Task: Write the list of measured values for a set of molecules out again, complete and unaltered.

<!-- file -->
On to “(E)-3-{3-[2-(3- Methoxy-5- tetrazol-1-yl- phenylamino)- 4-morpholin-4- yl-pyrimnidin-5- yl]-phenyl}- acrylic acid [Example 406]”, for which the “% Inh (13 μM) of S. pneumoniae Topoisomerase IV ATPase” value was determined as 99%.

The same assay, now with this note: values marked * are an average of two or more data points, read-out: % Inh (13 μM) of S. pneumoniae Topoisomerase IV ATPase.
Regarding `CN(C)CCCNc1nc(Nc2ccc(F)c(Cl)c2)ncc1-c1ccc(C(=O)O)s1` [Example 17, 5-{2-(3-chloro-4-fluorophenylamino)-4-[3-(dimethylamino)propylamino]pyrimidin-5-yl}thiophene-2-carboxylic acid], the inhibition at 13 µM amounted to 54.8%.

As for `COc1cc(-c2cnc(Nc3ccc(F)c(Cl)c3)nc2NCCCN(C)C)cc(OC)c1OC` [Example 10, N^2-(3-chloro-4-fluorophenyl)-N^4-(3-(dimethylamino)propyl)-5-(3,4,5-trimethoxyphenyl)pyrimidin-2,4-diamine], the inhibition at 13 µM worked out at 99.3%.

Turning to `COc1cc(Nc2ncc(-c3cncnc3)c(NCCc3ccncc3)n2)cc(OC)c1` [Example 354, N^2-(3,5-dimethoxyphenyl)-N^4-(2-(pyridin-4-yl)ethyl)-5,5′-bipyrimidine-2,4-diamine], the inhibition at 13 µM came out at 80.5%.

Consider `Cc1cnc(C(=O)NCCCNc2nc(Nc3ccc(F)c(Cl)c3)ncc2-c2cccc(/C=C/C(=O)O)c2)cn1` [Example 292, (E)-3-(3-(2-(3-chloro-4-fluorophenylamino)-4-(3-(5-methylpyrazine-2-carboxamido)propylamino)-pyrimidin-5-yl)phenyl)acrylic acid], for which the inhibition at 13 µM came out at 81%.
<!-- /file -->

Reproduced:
On to “(E)-3-{3-[2-(3- Methoxy-5- tetrazol-1-yl- phenylamino)- 4-morpholin-4- yl-pyrimnidin-5- yl]-phenyl}- acrylic acid [Example 406]”, for which the “% Inh (13 μM) of S. pneumoniae Topoisomerase IV ATPase” value was determined as 99%.

The same assay, now with this note: values marked * are an average of two or more data points, read-out: % Inh (13 μM) of S. pneumoniae Topoisomerase IV ATPase.
Regarding `CN(C)CCCNc1nc(Nc2ccc(F)c(Cl)c2)ncc1-c1ccc(C(=O)O)s1` [Example 17, 5-{2-(3-chloro-4-fluorophenylamino)-4-[3-(dimethylamino)propylamino]pyrimidin-5-yl}thiophene-2-carboxylic acid], the inhibition at 13 µM amounted to 54.8%.

As for `COc1cc(-c2cnc(Nc3ccc(F)c(Cl)c3)nc2NCCCN(C)C)cc(OC)c1OC` [Example 10, N^2-(3-chloro-4-fluorophenyl)-N^4-(3-(dimethylamino)propyl)-5-(3,4,5-trimethoxyphenyl)pyrimidin-2,4-diamine], the inhibition at 13 µM worked out at 99.3%.

Turning to `COc1cc(Nc2ncc(-c3cncnc3)c(NCCc3ccncc3)n2)cc(OC)c1` [Example 354, N^2-(3,5-dimethoxyphenyl)-N^4-(2-(pyridin-4-yl)ethyl)-5,5′-bipyrimidine-2,4-diamine], the inhibition at 13 µM came out at 80.5%.

Consider `Cc1cnc(C(=O)NCCCNc2nc(Nc3ccc(F)c(Cl)c3)ncc2-c2cccc(/C=C/C(=O)O)c2)cn1` [Example 292, (E)-3-(3-(2-(3-chloro-4-fluorophenylamino)-4-(3-(5-methylpyrazine-2-carboxamido)propylamino)-pyrimidin-5-yl)phenyl)acrylic acid], for which the inhibition at 13 µM came out at 81%.